Ancient Israel marked the new year with a procession up Mount Zion to the Temple. It was a time of festive celebration. "On New Year's Day, the first rays of the sun, rising over the Mount of Olives, shone in a straight line through the outer eastern gate of the temple, then on across the temple court and over the great altar inside, between the two pillars on either side and on down the long corridor into the holy of holies, the sacred recess at the western end. These first rays of New Year's Day were called "the radiance of God" and symbolized God's entrance into the sanctuary, ... Just at this moment, the shofar or ram's horn would be sounded, and the procession would begin ..." (Jeter, Joseph R.Jr. Re/Membering, 102). As they wound their way up the hill and into the temple area they probably sang the opening of Psalm 47:
Clap your hands, all you peoples; shout to God with loud songs of
joy. For the Lord, the Most High, is awesome, a great king over all the

"Shout to God with loud songs of joy," they sang. Why, we ask? And the Psalmist answers: For the Lord ... is awesome, a great king over all the earth." The crops may have failed, the housing market gone sour, the war still killing men, women and children, and we failed to be and do what we intended to be and do. All of this we can see when we look back, and it can drag us down if we don't leave it behind and focus on the God who still sits on his throne -- a great king over all the earth.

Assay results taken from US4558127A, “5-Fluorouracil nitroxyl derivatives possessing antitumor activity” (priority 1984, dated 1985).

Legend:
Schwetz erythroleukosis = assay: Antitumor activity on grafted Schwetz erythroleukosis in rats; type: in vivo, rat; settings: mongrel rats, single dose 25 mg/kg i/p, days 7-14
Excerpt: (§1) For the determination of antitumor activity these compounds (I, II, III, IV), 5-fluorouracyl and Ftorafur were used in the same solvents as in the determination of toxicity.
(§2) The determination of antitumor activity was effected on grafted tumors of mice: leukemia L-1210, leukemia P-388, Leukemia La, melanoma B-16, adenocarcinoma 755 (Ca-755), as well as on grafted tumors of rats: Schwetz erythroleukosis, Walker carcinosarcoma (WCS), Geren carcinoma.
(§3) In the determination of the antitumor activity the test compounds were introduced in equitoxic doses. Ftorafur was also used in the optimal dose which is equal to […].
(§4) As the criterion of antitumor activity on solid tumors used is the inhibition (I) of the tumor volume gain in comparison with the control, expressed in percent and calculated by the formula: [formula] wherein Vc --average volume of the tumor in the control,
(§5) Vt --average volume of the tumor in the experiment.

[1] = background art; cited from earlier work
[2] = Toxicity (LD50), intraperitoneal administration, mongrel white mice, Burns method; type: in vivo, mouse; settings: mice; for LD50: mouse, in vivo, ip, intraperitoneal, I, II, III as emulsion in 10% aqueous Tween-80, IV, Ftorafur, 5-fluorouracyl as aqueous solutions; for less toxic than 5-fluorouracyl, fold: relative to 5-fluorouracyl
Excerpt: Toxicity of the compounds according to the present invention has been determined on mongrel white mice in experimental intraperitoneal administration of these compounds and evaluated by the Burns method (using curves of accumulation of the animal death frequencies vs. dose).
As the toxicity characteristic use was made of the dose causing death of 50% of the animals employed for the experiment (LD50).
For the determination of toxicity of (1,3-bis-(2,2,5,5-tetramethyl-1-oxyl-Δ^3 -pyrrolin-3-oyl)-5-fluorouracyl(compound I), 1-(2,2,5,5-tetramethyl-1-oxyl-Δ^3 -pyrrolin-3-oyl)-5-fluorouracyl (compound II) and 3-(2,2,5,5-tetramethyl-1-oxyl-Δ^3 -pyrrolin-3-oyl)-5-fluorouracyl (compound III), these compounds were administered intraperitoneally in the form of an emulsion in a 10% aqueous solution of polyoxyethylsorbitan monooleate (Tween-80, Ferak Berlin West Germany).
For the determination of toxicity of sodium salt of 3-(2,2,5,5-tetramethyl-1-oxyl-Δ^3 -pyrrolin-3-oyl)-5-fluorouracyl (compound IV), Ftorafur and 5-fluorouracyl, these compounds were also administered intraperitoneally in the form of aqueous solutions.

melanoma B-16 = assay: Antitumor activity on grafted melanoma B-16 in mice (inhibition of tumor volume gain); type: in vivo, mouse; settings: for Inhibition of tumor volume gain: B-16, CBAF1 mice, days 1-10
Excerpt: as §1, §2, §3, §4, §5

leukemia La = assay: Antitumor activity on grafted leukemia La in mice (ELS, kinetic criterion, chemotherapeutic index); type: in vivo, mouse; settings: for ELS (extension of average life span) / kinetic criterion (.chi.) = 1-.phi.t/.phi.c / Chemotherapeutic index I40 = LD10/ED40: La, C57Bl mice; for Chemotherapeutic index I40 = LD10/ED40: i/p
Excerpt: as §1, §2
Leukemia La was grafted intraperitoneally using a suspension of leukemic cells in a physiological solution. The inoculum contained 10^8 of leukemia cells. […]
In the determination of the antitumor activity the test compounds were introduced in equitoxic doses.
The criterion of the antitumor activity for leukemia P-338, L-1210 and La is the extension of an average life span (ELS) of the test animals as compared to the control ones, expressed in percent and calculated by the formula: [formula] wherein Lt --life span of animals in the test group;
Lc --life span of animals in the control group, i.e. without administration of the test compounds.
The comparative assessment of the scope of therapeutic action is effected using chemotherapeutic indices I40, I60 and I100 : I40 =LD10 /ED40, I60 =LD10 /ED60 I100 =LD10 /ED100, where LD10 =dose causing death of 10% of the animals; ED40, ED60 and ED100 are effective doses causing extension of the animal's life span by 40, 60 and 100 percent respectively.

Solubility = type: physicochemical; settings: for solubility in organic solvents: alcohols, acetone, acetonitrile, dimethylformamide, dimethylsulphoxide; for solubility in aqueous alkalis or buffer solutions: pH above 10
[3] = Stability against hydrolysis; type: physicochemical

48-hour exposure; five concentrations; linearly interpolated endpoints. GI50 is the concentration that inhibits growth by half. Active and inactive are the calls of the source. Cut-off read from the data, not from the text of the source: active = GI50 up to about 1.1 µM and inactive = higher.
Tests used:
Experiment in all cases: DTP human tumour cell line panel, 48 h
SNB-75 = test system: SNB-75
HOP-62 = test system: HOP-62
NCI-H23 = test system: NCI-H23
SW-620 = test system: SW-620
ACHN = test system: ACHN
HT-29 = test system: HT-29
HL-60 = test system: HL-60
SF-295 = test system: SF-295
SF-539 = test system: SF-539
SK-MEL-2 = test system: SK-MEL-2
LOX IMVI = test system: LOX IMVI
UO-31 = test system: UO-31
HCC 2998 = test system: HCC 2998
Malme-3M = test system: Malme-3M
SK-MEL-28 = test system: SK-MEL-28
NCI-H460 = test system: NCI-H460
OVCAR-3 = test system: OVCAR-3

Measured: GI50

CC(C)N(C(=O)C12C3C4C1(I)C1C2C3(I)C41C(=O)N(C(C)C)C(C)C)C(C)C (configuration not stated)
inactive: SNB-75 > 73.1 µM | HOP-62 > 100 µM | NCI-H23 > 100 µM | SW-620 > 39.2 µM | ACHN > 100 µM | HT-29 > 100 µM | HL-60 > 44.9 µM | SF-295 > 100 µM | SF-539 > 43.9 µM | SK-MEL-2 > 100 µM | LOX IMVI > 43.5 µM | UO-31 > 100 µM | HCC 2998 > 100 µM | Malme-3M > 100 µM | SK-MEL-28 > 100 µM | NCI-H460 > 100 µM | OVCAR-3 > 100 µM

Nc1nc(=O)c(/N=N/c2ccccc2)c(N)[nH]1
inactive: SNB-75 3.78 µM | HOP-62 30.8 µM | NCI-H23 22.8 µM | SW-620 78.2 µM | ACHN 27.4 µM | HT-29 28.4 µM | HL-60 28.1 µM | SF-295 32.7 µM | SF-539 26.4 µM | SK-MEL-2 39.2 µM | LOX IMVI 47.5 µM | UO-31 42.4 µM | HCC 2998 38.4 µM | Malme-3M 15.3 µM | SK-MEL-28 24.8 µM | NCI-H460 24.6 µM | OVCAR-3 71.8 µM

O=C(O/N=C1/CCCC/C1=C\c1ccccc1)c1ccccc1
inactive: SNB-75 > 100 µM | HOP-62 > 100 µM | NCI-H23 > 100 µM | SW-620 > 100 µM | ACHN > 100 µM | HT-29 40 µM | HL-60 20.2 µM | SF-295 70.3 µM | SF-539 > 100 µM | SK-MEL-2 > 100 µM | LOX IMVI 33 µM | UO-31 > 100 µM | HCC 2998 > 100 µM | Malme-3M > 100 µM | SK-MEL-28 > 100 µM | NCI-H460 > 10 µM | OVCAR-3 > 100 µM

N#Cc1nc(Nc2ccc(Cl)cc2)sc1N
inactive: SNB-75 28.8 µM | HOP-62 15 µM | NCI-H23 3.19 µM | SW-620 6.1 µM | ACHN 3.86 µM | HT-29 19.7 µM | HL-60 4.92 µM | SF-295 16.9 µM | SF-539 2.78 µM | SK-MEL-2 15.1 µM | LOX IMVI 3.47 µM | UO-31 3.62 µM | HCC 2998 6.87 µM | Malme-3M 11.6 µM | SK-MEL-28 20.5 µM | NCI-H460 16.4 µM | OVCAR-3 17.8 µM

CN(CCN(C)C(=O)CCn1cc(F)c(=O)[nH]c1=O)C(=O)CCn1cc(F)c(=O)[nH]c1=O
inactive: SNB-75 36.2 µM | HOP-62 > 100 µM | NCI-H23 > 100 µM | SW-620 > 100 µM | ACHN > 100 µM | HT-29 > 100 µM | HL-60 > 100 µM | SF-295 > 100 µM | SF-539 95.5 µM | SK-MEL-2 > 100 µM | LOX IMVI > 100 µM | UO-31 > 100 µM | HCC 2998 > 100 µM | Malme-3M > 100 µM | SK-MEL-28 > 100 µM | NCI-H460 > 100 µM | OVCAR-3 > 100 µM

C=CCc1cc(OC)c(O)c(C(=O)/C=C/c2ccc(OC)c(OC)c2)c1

This may be why the book of Revelation ends like it does. The Revelation summarizes everything that has gone before: the fall of mankind, the strife and sinfulness that followed, and the death that came upon all. But it also includes the God who sits on the throne and says, "Behold, I make all things new" (21:5). What can we do that will help us look to the future with faith and hope for fulfillment of that promise?

Hear the answer in the last chapter of The Revelation:
Now I, John, saw and heard these things. And when I heard and saw, I
fell down to worship before the feet of the angel who showed me these
things. Then he said to me, '"See that you do not do that. For I am
your fellow servant, and of your brethren the prophets, and of those who keep
the words of this book. Worship God!"

Two words: worship God. "The key to hope for the future lies not in resolutions, but the worship of God" (Jeter, 103). In a sense, each Lord's Day is a new year, a new beginning, and the Lord's Table is the place where we can come to worship God and hear him say once again, "Behold, I make all things new."